With mixed results for the team since his last column, Chelsea legend Pat Nevin looks forward at forwards this week…
Of course there is never going to be a dull moment where Chelsea are concerned. So over the past couple of weeks we have ‘enjoyed’ the rollercoaster of thumping West Ham away, losing to Basel but going through anyway and beating the impressive Southampton after going down seconds into the game. If that wasn’t enough, there was the edge-of-the-seat, seven-goal nail-biter away at Sunderland that could have gone pear-shaped even in the last couple of minutes, but another great away three points nonetheless. Then it did come back to haunt us in the last minute at Stoke.
Maybe it is glossing over the odd crack, but had that game finished 2-2 in the Potteries, I would have grudgingly accepted that this hadn’t been a bad run of games. That would have been seven points from nine on the road of late, perfectly acceptable numbers.
However, that final sucker punch from Stoke put a very different gloss on it. Instead, the mind wanders towards the number of goals shipped in the last 180 minutes – six! This is not like Chelsea at all. Just as frustratingly, in both these games it should have been done and dusted long before the teams emerged for the second half, we had been so dominant (in terms of chances created) on both occasions.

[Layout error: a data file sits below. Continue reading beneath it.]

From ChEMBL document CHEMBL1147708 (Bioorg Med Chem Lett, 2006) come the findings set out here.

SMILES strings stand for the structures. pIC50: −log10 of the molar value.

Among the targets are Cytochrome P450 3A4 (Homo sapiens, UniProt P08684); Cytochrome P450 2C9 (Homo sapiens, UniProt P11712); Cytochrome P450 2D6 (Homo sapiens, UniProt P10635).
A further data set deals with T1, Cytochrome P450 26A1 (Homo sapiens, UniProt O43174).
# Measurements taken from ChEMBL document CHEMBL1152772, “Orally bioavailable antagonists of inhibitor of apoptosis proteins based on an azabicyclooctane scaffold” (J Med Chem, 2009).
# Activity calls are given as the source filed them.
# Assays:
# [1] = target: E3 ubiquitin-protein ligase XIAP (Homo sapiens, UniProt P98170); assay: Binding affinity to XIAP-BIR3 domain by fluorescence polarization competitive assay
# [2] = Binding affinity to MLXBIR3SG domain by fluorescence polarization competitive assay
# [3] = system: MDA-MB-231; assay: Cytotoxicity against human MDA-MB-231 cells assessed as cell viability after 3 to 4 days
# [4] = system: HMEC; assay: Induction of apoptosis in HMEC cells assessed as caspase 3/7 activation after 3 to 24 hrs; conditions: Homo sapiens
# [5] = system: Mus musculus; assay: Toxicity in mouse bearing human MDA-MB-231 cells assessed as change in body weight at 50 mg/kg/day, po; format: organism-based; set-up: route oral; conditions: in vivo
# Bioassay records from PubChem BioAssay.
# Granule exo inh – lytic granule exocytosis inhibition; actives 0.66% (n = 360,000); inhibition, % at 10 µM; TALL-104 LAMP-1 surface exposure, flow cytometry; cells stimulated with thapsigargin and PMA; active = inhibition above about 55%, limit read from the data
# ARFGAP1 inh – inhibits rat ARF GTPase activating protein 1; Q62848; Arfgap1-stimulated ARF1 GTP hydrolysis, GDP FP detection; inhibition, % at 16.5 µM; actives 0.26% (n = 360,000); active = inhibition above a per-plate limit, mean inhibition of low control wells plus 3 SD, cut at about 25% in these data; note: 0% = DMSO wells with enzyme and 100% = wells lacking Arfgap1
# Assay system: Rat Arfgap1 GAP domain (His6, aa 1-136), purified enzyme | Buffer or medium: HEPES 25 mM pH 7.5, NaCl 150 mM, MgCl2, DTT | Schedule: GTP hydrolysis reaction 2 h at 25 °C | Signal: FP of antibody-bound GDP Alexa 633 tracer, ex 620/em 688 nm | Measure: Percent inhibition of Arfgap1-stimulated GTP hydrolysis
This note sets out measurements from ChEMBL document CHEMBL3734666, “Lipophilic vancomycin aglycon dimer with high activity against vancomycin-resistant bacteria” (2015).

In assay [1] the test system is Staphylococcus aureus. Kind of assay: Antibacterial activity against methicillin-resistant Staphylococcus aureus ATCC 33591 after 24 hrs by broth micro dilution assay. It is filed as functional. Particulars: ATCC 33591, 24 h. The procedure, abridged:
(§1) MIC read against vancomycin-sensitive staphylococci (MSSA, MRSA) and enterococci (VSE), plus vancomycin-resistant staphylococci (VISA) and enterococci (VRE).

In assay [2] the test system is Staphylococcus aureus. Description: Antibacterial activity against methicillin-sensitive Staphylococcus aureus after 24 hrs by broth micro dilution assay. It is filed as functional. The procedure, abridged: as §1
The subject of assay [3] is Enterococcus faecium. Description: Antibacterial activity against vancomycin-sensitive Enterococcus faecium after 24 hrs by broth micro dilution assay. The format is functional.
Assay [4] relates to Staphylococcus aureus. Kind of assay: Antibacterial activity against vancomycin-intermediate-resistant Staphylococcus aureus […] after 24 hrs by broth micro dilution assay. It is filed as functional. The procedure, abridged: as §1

The mind – and the papers – also wandered towards the low return in terms of goals from our strikers, particularly away from home. Now to some extent there is an argument that lone strikers find it hard to get space up against two or three markers and the real space is made for the players coming from deeper. There is certainly something in that, even UEFA argue that the strikers aren’t as important in terms of goals as they once were, but even so, a look across at our immediate opponents in the league and, as Jose commented the other day, Aguero, Negredo, Suarez, Rooney, Giroud etc. still seem to score a few.
Certainly the manager has let the strikers still on board know that the figures aren’t good enough. I would, however, caution about one thing. The Romelu Lukaku story isn’t quite as straightforward as it sounds. I have been to see the big man live three times over the last few weeks and watching him in the flesh tells a different story to the one you might imagine if you only watch Match of the Day or the highlights programmes. His explosive shots and power headers look great as they lash into the net, but there are still problems with his play at the moment.